She has no vision, just personal ambitions. How can you expect to even eradicate a political disease when she herself is a pure proponent of trapo politics?

    To me, she is spreading the disease of political malaria instead of dealing with it. I’m sorry Carl but you can’t cure a real disease with arbulario methods and that’s what she’s doing.

    You got to send the arbulario away before you can deal with the disease.

    The process might take time, the treatment will be painful but you gotta start doing it – do something against political witchcraft NOW before the patients die!

  29. MLQ3,

    BBC WORLD has put the Philippines as headline news.

    Edna Aquino, a human rights activist has just been interviewed live. She answered questions on why Gloria declared a state of emergency expanding to Gloria’s thwarting of impeachment charges against her for election fraud.

    Alex Magno played the Palace spin that Gloria’s proclamation 1017 something saying that this was nothing but a pre-emptive strike against coup plotters.

  30. Manolo, a commenter in my blog is campaigning for your presidency. I’m wondering if I missed your announcement to run for president and your publication of a program of action. 🙂 Did I?

  31. De l’audace, de l’audace et toujours de l’audace!

    All “three forces” – upper, middle, lower forces must converge and uphold the Constitution that Gloria, the constitutional insurgent, consorting with trapos, warlords and other constitutional insurgents have breached and continue to breach. This is the only way to keep democracy from dying.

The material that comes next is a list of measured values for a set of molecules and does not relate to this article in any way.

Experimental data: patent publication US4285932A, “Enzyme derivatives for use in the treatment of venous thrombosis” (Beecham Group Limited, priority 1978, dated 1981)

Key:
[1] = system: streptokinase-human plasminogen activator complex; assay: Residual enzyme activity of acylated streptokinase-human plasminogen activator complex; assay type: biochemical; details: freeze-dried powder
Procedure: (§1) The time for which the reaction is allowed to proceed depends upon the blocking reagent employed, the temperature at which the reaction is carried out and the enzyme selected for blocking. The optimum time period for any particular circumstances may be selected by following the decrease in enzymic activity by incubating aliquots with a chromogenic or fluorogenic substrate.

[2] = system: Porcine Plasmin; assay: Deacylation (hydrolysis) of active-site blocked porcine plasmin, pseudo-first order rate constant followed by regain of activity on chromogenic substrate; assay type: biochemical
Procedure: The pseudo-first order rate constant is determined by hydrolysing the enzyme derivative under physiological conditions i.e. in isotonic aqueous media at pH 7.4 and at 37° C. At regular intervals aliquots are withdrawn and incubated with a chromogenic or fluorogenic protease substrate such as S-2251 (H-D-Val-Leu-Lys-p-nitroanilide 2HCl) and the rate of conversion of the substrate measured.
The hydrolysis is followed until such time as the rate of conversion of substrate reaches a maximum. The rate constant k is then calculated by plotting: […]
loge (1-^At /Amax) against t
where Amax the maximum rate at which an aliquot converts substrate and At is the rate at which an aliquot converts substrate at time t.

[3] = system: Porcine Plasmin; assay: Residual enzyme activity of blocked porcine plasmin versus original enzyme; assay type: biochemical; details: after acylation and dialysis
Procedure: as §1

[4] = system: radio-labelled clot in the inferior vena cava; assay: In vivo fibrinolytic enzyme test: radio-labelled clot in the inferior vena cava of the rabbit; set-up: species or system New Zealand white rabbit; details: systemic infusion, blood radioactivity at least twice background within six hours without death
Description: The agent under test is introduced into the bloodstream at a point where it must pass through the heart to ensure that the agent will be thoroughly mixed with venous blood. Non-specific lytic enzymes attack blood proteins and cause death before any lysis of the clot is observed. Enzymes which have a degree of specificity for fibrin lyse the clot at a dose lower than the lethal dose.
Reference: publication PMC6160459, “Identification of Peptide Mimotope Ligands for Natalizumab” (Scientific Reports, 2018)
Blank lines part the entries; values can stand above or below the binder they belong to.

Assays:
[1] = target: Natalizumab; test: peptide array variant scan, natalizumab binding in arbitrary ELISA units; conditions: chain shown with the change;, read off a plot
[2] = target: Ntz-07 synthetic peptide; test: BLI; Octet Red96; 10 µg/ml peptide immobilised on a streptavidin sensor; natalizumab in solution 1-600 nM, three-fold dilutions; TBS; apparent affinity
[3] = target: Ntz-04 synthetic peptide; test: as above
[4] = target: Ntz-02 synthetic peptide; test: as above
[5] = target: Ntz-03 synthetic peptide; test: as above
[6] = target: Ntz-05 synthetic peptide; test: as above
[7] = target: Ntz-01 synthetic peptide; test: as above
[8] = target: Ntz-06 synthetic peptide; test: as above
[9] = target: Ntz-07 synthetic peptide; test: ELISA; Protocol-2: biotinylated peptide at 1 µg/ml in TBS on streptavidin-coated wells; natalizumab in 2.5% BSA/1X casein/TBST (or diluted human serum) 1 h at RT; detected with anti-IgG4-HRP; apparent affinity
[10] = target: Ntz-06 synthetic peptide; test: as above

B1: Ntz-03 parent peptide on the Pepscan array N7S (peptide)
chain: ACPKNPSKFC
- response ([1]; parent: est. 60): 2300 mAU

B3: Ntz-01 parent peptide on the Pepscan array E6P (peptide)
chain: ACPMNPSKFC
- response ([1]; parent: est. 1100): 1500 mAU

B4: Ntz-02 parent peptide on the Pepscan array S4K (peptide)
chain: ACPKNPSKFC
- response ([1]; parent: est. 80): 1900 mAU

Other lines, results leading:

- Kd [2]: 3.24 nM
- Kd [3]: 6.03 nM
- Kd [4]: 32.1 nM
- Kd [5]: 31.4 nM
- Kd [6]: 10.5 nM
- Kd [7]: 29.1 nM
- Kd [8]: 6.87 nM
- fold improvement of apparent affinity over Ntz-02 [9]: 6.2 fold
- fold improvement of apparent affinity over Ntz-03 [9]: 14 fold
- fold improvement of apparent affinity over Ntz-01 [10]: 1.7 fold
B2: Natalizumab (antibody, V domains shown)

Filipinos must go that extra mile – they cannot allow this fascist state of things to go on.

    They must put Gloria on trial for crimes against the Constitution. If found guilty, she should be hanged.

  32. MLQ3,

    Arroyo’s proclamation of a state of emergency is a covert declaration of Martial Law to allow her to quell calls for her ouster. She’s ordered the arrest of Randy David, respected newspaper columnist because David delivered a lecture on the true state of the nation.

    Arroyo is the single biggest threat to Philippine democracy. Edsa I revolution toppled Marcos to bring democracy but Arroyo shortcircuited return to democracy. Not content with stealing the presidency once, she stole it a 2nd time in 2004; she’s even stolen the returned Marcos loot to pay for votes; now, she’s stealing freedom to call for her ouster.